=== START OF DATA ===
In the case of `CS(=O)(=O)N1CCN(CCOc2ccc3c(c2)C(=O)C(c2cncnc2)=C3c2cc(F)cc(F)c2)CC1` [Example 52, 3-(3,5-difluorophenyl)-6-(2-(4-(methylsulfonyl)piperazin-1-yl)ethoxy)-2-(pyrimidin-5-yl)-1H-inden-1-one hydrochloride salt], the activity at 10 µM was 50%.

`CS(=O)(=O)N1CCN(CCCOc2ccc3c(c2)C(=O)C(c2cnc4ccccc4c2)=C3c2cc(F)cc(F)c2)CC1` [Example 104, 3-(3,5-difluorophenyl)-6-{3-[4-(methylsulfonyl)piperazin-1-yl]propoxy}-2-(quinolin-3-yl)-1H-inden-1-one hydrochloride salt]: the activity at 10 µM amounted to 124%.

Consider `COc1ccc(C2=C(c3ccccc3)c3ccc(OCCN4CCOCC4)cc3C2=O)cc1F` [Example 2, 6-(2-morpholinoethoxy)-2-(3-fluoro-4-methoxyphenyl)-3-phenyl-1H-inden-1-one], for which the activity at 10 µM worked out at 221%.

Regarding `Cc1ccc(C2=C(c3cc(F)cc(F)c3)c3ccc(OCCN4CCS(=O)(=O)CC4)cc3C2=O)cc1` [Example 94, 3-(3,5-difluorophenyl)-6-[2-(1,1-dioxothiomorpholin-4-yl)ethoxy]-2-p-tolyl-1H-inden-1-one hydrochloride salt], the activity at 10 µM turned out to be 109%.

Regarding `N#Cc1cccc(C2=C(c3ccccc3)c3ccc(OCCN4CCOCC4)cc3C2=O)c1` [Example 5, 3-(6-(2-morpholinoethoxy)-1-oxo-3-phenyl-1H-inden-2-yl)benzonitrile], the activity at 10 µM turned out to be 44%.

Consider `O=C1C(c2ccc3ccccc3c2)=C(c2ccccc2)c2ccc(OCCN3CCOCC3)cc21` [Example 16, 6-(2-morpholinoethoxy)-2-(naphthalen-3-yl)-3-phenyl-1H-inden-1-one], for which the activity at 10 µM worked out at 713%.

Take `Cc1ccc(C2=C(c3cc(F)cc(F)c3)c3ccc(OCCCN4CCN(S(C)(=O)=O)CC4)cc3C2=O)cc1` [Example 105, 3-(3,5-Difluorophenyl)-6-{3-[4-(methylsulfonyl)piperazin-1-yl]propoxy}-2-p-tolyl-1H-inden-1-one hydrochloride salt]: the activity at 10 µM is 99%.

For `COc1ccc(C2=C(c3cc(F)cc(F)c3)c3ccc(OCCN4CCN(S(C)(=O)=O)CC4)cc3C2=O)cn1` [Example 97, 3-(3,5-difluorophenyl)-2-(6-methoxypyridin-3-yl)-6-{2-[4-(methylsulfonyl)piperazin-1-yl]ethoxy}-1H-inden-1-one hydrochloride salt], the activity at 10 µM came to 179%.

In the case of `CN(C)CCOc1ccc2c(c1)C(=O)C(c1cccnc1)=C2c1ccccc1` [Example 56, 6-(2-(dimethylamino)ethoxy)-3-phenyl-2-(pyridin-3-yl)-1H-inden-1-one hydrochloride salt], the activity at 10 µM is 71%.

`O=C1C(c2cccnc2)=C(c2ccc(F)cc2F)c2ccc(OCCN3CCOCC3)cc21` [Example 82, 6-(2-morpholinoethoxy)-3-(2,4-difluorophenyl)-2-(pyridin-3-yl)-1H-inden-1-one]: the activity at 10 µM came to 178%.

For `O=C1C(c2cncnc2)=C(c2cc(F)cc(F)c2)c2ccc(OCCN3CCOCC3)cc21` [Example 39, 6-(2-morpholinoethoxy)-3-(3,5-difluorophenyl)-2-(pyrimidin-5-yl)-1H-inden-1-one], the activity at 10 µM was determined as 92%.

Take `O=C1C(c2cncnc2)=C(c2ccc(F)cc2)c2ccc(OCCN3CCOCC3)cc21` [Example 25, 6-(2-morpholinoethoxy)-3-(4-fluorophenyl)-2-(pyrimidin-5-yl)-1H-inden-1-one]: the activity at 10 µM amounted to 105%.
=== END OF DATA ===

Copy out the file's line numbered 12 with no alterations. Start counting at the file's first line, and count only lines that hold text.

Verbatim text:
Take `O=C1C(c2cncnc2)=C(c2ccc(F)cc2)c2ccc(OCCN3CCOCC3)cc21` [Example 25, 6-(2-morpholinoethoxy)-3-(4-fluorophenyl)-2-(pyrimidin-5-yl)-1H-inden-1-one]: the activity at 10 µM amounted to 105%.